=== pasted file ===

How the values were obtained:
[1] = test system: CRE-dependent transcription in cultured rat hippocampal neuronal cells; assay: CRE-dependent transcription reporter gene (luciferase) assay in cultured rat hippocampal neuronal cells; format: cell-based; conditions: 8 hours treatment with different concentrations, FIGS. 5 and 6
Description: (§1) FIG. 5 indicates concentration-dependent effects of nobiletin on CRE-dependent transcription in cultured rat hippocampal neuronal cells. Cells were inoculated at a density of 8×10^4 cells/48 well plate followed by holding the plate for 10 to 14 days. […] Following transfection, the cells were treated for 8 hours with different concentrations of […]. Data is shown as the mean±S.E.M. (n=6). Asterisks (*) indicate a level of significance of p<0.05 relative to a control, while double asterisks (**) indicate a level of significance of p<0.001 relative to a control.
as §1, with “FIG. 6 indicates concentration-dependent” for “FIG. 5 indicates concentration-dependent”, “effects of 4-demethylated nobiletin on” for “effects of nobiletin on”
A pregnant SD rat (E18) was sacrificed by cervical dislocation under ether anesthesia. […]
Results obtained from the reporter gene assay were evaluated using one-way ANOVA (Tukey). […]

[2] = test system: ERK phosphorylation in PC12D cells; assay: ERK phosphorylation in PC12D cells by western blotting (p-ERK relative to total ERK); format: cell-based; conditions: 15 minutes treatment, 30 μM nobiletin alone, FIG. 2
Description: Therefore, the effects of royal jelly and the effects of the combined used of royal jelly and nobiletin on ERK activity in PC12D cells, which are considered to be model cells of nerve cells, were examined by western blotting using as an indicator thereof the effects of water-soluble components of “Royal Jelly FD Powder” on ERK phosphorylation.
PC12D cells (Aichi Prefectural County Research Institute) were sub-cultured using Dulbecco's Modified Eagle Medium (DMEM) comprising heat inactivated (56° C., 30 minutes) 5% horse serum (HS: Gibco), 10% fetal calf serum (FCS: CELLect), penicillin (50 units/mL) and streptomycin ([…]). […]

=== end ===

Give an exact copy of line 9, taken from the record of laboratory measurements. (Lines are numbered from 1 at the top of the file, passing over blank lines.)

PC12D cells (Aichi Prefectural County Research Institute) were sub-cultured using Dulbecco's Modified Eagle Medium (DMEM) comprising heat inactivated (56° C., 30 minutes) 5% horse serum (HS: Gibco), 10% fetal calf serum (FCS: CELLect), penicillin (50 units/mL) and streptomycin ([…]). […]